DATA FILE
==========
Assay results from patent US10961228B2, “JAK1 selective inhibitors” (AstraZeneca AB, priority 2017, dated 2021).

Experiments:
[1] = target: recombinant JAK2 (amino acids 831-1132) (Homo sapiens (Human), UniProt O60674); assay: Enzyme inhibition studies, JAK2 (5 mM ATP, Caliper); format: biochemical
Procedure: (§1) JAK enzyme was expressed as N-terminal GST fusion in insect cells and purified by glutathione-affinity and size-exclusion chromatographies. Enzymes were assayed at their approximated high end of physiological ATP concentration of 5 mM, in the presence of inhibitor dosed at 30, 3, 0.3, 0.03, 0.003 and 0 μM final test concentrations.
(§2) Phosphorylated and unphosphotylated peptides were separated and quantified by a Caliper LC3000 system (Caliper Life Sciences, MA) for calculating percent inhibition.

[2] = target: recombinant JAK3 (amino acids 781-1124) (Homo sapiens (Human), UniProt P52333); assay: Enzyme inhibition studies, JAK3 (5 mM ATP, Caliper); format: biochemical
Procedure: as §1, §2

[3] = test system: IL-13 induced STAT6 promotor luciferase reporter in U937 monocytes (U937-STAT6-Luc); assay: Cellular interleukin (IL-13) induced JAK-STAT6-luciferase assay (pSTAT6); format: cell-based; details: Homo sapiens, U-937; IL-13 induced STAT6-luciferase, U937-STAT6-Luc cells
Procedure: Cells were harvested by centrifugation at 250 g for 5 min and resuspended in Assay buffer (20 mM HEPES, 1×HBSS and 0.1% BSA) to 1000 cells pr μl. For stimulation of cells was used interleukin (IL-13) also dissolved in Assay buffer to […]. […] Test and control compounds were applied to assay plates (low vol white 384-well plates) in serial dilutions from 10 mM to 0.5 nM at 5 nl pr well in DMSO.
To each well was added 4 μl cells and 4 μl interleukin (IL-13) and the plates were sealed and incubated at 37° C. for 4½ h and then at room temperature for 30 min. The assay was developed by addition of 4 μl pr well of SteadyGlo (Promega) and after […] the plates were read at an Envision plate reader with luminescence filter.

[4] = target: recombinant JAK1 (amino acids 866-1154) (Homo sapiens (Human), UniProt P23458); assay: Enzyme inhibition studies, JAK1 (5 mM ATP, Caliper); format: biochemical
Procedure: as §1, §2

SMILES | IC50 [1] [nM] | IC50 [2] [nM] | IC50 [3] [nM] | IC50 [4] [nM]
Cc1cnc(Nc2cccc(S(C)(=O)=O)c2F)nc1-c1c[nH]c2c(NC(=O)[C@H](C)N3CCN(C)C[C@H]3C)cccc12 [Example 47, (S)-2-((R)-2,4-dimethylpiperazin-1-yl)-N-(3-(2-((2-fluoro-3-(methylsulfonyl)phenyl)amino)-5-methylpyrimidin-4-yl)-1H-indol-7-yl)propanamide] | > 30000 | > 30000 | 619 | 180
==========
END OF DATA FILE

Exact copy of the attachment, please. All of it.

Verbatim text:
Assay results from patent US10961228B2, “JAK1 selective inhibitors” (AstraZeneca AB, priority 2017, dated 2021).

Experiments:
[1] = target: recombinant JAK2 (amino acids 831-1132) (Homo sapiens (Human), UniProt O60674); assay: Enzyme inhibition studies, JAK2 (5 mM ATP, Caliper); format: biochemical
Procedure: (§1) JAK enzyme was expressed as N-terminal GST fusion in insect cells and purified by glutathione-affinity and size-exclusion chromatographies. Enzymes were assayed at their approximated high end of physiological ATP concentration of 5 mM, in the presence of inhibitor dosed at 30, 3, 0.3, 0.03, 0.003 and 0 μM final test concentrations.
(§2) Phosphorylated and unphosphotylated peptides were separated and quantified by a Caliper LC3000 system (Caliper Life Sciences, MA) for calculating percent inhibition.

[2] = target: recombinant JAK3 (amino acids 781-1124) (Homo sapiens (Human), UniProt P52333); assay: Enzyme inhibition studies, JAK3 (5 mM ATP, Caliper); format: biochemical
Procedure: as §1, §2

[3] = test system: IL-13 induced STAT6 promotor luciferase reporter in U937 monocytes (U937-STAT6-Luc); assay: Cellular interleukin (IL-13) induced JAK-STAT6-luciferase assay (pSTAT6); format: cell-based; details: Homo sapiens, U-937; IL-13 induced STAT6-luciferase, U937-STAT6-Luc cells
Procedure: Cells were harvested by centrifugation at 250 g for 5 min and resuspended in Assay buffer (20 mM HEPES, 1×HBSS and 0.1% BSA) to 1000 cells pr μl. For stimulation of cells was used interleukin (IL-13) also dissolved in Assay buffer to […]. […] Test and control compounds were applied to assay plates (low vol white 384-well plates) in serial dilutions from 10 mM to 0.5 nM at 5 nl pr well in DMSO.
To each well was added 4 μl cells and 4 μl interleukin (IL-13) and the plates were sealed and incubated at 37° C. for 4½ h and then at room temperature for 30 min. The assay was developed by addition of 4 μl pr well of SteadyGlo (Promega) and after […] the plates were read at an Envision plate reader with luminescence filter.

[4] = target: recombinant JAK1 (amino acids 866-1154) (Homo sapiens (Human), UniProt P23458); assay: Enzyme inhibition studies, JAK1 (5 mM ATP, Caliper); format: biochemical
Procedure: as §1, §2

SMILES | IC50 [1] [nM] | IC50 [2] [nM] | IC50 [3] [nM] | IC50 [4] [nM]
Cc1cnc(Nc2cccc(S(C)(=O)=O)c2F)nc1-c1c[nH]c2c(NC(=O)[C@H](C)N3CCN(C)C[C@H]3C)cccc12 [Example 47, (S)-2-((R)-2,4-dimethylpiperazin-1-yl)-N-(3-(2-((2-fluoro-3-(methylsulfonyl)phenyl)amino)-5-methylpyrimidin-4-yl)-1H-indol-7-yl)propanamide] | > 30000 | > 30000 | 619 | 180